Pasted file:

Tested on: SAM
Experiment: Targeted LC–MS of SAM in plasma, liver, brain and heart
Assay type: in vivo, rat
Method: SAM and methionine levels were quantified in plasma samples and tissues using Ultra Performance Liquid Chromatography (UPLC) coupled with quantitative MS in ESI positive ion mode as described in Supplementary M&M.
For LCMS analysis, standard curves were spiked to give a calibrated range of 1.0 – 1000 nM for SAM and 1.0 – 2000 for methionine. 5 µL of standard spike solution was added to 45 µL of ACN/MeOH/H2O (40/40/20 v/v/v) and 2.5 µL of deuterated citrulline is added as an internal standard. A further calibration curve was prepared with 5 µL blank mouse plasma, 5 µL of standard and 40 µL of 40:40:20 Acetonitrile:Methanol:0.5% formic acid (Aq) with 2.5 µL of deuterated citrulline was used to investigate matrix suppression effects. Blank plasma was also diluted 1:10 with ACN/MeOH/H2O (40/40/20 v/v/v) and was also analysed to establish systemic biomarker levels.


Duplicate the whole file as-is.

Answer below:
Tested on: SAM
Experiment: Targeted LC–MS of SAM in plasma, liver, brain and heart
Assay type: in vivo, rat
Method: SAM and methionine levels were quantified in plasma samples and tissues using Ultra Performance Liquid Chromatography (UPLC) coupled with quantitative MS in ESI positive ion mode as described in Supplementary M&M.
For LCMS analysis, standard curves were spiked to give a calibrated range of 1.0 – 1000 nM for SAM and 1.0 – 2000 for methionine. 5 µL of standard spike solution was added to 45 µL of ACN/MeOH/H2O (40/40/20 v/v/v) and 2.5 µL of deuterated citrulline is added as an internal standard. A further calibration curve was prepared with 5 µL blank mouse plasma, 5 µL of standard and 40 µL of 40:40:20 Acetonitrile:Methanol:0.5% formic acid (Aq) with 2.5 µL of deuterated citrulline was used to investigate matrix suppression effects. Blank plasma was also diluted 1:10 with ACN/MeOH/H2O (40/40/20 v/v/v) and was also analysed to establish systemic biomarker levels.